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Sadness of WWII: Our valiant soldiers defeated Hitler/fascism, but it is now alive in America

Yes, it can

Read the novel at Project Gutenberg:

Part One

The question was asked by acclaimed novelist Sinclair Lewis in 1935, during the worst of the Great Depression — and just when Hitler was accelerating his power in Germany.

The question Lewis asked is frightening: “What will happen when America has a dictator?”

We used to laugh about something so far-fetched, but Lewis’ prophecy, even after the destruction of Hitler and Germany in World War II, is looming on the horizon of America in the 2020s.

How did the U.S. become a country of Neo-Nazis and Holocaust Deniers and Aryan-lovers like Hitler’s Germany?

World War II’s horrific destruction

Writing this on the anniversary of the bombing of Pearl Harbor on Dec. 7, 1941, is an ominous task.

No one knows exactly how many people died as a result of the autocratic leaders of Germany and Japan and Italy in that war. Some historians believe that between 40 and 50 million people died as a result of the conflict. The Soviet Union lost 18 million, and Poland lost approximately 20 percent of its population because of the fascists in Germany who were driving their quest for an Aryan domination.

The cost to the United States was approximately 300,000 combat deaths, the most in our history.

So, the destruction of Hitler and the Japanese by the Allies, led by America, was a monumental accomplishment, though at a terrible cost. Then, when America defeated the USSR in the Cuba Missile Crisis, which led to the fall of Communism in that country and the destruction of the literal Berlin Wall in Germany, the world appeared to be on a positive trajectory.

What has happened since those victories?

Why is fascism growing in America? The late Secretary of State Madeleine Albright wrote about the danger in 2018. Albright was an immigrant of Jewish parents who immigrated to the U.S. from the former Czechoslovakia. A review of that book summarized Albright’s loss of optimism about America,

The fall of the Berlin Wall caused euphoria in the West. George H. W. Bush declared that “the end of the Cold War has been a victory for all humanity,” and Vaclav Havel predicted Europe would create “a new kind of order” where the powerful would no longer suppress the less powerful and disputes would no longer be settled by force.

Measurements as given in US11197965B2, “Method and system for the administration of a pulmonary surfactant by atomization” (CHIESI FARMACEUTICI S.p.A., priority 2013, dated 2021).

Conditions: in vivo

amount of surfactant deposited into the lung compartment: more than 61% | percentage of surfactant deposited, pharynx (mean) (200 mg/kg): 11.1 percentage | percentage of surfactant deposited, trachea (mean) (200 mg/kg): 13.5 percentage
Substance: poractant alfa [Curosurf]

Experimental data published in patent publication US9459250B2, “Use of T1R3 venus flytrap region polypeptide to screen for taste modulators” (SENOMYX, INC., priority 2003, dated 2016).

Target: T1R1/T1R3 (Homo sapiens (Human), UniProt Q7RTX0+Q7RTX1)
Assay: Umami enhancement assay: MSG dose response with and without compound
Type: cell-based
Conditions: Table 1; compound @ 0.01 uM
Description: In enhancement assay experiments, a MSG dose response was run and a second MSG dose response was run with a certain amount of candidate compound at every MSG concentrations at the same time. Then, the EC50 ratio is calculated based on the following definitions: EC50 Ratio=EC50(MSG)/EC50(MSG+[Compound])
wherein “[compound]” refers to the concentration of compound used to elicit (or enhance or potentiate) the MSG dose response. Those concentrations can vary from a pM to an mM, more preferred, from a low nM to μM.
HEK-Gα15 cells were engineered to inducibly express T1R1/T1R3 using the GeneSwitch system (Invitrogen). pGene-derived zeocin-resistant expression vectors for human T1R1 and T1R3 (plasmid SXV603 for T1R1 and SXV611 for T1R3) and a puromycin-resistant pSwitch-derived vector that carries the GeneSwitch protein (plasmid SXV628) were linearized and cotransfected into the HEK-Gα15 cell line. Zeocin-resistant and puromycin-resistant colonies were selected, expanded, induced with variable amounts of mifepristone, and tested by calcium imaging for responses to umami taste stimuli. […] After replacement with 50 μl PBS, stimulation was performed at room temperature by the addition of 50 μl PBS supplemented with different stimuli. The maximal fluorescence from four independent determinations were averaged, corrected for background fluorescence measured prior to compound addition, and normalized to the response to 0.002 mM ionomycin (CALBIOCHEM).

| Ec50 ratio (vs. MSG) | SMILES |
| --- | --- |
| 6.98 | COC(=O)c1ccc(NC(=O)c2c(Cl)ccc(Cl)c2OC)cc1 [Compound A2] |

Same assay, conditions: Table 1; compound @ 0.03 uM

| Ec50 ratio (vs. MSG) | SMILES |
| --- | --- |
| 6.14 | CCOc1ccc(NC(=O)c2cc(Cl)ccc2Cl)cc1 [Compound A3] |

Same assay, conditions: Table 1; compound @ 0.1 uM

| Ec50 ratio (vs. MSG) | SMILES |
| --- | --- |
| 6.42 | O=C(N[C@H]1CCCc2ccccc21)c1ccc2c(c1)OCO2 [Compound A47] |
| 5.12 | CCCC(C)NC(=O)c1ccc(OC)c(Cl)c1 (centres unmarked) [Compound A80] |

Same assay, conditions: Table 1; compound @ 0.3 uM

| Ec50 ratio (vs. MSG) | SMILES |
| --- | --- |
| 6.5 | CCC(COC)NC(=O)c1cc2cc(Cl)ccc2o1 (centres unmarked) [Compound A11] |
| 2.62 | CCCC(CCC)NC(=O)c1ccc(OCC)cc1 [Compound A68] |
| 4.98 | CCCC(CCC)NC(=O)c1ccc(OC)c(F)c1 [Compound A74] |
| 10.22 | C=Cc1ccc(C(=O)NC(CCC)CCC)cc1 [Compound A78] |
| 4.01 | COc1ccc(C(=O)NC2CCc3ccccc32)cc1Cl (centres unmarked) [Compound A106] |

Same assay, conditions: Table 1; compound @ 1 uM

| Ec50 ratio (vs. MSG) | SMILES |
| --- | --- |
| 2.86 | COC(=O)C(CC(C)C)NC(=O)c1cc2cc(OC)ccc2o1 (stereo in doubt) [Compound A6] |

How far away those days seem. What happened to this optimism? Why has the momentum toward democracy and international comity slowed? Why, as Madeleine Albright asks early in her new book, “are we once again talking about fascism?”

Who better to address these questions than Albright, whose life was shaped by fascism and whose contribution to the cultivation of democracy as a stateswoman and private citizen is unparalleled? In “Fascism: A Warning” Albright (with Bill Woodward) draws on her personal history, government experience and conversations with Georgetown students to assess current dangers and how to deal with them.

Sheri Berman, “Can It Happen Here? Madeleine Albright Examines

Fascism Then and Now,” New York Times, April 20, 2018

Albright’s examination of the problem historically and how it has grown in America makes clear that the conditions in America over the past six years — and previously — are similar to those in Nazi Germany,

First, fascism flourishes alongside economic, social and political chaos. Take the classic cases of interwar Germany and Italy. The Weimar Republic was buffeted by the Great Inflation and the Great Depression, violent left- and right-wing uprisings and the humiliation of a lost war, together with a punitive peace. Interwar Italy was battered by high inflation and unemployment, and paralyzed for almost two years by strikes and lockouts as left- and right-wing gangs battled in the streets. These conditions resulted in citizens who were fearful and desperate.